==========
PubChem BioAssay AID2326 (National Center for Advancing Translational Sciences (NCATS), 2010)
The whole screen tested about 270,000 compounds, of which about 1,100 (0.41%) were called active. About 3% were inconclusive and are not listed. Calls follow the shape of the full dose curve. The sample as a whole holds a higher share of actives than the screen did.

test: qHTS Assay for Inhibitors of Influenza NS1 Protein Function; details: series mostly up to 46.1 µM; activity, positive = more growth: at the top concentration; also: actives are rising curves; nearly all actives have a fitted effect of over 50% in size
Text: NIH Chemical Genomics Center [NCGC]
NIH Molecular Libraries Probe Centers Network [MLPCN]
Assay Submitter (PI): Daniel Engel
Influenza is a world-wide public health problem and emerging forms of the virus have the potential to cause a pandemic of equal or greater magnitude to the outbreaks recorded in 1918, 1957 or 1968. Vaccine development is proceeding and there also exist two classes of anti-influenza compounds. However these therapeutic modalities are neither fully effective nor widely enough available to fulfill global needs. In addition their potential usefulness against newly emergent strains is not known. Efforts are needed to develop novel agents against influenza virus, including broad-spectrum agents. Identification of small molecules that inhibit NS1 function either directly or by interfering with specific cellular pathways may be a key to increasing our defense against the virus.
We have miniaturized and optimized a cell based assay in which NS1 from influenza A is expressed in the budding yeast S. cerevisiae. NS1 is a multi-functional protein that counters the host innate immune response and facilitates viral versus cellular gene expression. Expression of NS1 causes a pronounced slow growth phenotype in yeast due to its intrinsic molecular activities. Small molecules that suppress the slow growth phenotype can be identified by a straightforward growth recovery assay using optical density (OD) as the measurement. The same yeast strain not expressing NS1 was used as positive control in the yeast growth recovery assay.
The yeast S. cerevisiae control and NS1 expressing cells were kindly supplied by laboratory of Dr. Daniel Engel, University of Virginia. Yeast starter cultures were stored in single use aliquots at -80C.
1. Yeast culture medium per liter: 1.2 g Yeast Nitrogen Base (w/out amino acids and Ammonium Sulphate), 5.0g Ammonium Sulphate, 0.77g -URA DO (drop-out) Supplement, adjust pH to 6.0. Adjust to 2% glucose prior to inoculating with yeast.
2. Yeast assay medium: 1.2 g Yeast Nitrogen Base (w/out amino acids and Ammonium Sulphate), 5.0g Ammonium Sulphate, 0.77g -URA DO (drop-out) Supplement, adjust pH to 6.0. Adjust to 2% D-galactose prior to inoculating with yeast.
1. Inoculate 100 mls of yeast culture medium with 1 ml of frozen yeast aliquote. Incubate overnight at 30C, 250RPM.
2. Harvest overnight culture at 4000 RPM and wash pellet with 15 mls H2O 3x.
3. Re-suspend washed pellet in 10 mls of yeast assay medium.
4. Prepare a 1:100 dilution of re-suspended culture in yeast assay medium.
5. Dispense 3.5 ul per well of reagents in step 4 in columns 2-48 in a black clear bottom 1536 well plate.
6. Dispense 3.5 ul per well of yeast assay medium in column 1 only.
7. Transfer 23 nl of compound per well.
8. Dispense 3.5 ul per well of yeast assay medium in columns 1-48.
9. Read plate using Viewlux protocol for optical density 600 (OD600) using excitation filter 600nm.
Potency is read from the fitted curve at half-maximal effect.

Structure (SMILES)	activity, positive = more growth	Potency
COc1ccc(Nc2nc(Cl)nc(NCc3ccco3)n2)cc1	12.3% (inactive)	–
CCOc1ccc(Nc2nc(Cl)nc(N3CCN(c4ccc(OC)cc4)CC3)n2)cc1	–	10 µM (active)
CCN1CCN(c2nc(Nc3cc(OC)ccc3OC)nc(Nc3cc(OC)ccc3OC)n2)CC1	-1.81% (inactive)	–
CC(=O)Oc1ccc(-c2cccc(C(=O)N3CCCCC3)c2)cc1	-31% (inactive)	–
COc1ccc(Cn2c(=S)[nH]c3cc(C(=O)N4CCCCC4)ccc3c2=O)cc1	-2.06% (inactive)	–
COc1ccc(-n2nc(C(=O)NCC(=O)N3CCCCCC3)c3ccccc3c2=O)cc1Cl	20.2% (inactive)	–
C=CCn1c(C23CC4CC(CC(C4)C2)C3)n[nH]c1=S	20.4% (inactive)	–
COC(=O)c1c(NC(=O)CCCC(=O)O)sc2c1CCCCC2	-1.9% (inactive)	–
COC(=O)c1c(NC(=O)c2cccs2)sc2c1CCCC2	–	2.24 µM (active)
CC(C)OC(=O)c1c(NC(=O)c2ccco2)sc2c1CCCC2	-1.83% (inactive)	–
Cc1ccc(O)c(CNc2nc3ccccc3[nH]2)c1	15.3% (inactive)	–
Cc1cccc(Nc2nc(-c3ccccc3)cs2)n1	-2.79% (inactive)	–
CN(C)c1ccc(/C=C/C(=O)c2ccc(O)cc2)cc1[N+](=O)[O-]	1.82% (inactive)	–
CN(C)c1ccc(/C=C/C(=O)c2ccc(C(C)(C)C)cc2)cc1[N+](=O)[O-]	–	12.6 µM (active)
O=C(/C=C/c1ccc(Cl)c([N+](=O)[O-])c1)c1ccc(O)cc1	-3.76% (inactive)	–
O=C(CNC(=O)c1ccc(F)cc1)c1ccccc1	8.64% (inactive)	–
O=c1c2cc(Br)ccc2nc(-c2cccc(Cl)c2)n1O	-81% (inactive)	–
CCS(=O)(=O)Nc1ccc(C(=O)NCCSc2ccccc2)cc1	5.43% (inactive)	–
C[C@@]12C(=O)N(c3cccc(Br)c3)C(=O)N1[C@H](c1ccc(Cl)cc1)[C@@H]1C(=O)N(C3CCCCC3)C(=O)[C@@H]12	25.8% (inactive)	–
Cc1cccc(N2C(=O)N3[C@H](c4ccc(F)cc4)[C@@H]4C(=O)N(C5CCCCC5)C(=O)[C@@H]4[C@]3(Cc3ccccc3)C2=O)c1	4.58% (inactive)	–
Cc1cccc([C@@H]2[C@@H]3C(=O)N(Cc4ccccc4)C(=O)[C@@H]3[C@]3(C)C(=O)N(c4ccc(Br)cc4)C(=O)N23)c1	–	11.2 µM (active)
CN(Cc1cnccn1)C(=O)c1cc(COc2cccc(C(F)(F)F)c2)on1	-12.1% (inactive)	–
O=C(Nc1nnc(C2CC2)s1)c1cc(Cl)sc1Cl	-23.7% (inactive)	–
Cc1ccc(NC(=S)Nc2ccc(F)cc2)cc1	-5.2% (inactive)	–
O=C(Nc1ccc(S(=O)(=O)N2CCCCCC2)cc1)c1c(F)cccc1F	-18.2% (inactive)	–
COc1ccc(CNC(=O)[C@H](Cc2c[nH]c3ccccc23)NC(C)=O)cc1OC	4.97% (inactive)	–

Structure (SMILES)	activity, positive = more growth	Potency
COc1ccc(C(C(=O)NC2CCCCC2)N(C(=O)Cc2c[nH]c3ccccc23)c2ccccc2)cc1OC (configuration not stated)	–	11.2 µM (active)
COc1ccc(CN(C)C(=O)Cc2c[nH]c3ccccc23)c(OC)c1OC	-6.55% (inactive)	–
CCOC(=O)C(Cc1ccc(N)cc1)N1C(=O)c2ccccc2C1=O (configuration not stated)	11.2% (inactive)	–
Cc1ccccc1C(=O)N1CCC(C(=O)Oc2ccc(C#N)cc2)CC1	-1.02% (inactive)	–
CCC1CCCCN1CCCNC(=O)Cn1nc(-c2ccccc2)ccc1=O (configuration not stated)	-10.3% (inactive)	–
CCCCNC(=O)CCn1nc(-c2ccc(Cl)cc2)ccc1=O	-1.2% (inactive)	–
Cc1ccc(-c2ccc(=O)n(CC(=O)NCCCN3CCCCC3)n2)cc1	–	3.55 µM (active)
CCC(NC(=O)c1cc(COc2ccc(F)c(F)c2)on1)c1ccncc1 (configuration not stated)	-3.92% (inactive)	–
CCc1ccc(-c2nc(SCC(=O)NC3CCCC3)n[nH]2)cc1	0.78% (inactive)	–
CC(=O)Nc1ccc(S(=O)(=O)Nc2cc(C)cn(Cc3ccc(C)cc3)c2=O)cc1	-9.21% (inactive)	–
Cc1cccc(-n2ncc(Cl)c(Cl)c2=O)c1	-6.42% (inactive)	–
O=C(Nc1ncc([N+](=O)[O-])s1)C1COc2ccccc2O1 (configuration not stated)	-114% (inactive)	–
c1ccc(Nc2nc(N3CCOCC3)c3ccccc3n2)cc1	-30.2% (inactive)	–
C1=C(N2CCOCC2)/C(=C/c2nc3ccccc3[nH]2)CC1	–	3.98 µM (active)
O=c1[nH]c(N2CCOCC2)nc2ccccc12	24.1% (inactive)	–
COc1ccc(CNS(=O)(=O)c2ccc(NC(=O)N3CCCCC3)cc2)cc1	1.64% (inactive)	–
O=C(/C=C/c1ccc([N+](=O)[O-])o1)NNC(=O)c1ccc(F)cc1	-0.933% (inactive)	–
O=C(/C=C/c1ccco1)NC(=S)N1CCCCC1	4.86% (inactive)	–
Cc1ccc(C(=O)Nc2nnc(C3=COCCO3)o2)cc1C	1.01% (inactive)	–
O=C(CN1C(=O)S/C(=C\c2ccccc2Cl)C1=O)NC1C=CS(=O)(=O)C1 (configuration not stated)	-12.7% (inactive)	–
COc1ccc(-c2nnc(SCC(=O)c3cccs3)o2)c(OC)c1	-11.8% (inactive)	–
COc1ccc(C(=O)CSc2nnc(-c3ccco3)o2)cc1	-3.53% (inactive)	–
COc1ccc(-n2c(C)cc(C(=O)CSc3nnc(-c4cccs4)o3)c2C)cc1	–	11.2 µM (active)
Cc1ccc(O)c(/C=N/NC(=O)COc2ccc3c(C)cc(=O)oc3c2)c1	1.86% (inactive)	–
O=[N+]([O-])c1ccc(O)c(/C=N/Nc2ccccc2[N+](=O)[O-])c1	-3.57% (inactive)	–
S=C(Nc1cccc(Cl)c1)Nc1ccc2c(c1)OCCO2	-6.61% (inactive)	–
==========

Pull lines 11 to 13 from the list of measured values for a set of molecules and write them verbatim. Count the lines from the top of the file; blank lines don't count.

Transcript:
2. Yeast assay medium: 1.2 g Yeast Nitrogen Base (w/out amino acids and Ammonium Sulphate), 5.0g Ammonium Sulphate, 0.77g -URA DO (drop-out) Supplement, adjust pH to 6.0. Adjust to 2% D-galactose prior to inoculating with yeast.
1. Inoculate 100 mls of yeast culture medium with 1 ml of frozen yeast aliquote. Incubate overnight at 30C, 250RPM.
2. Harvest overnight culture at 4000 RPM and wash pellet with 15 mls H2O 3x.